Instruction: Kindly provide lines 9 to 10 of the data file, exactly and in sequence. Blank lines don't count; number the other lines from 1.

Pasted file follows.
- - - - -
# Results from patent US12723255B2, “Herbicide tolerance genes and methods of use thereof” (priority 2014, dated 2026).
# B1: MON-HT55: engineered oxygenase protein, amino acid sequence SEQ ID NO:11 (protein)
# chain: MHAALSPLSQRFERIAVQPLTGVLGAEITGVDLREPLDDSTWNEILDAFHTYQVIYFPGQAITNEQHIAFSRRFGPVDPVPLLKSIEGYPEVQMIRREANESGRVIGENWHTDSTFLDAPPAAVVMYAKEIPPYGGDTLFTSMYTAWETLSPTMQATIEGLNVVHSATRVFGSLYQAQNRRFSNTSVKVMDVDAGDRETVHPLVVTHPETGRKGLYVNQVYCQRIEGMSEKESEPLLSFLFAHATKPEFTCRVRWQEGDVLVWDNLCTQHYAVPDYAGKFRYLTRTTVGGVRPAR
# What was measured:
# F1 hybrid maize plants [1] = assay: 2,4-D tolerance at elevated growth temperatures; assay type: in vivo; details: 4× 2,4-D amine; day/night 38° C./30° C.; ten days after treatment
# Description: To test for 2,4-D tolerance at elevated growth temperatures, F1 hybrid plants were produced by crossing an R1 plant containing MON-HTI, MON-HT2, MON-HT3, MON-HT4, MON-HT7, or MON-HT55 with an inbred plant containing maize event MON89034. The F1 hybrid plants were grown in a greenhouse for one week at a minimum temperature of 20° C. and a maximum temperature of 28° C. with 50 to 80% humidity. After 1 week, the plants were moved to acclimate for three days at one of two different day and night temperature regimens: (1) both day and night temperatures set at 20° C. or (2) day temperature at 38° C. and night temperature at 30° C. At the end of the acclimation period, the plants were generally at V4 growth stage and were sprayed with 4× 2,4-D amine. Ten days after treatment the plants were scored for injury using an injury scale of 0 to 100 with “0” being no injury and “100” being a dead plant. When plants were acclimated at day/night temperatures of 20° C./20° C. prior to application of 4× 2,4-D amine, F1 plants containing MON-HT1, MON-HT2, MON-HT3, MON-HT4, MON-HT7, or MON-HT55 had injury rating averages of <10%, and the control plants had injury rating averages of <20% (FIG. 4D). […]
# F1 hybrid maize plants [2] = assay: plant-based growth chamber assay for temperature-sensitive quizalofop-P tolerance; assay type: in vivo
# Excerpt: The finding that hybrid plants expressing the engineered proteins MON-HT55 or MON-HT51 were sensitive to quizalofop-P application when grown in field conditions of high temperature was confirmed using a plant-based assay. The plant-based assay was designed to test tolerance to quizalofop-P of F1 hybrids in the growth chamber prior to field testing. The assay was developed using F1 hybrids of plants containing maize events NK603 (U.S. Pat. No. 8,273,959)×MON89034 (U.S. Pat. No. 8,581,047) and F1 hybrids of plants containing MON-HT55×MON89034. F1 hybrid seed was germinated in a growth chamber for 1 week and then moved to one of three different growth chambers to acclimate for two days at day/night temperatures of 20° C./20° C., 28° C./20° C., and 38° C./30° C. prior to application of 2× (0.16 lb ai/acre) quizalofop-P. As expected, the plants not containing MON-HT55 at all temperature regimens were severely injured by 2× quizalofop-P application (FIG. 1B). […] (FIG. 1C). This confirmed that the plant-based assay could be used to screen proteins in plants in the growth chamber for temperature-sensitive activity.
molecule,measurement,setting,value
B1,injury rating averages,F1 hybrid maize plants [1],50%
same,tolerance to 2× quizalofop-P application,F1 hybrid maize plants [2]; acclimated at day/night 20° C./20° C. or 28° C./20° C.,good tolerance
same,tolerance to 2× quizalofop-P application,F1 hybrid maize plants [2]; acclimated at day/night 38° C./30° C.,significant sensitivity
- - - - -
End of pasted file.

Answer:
molecule,measurement,setting,value
B1,injury rating averages,F1 hybrid maize plants [1],50%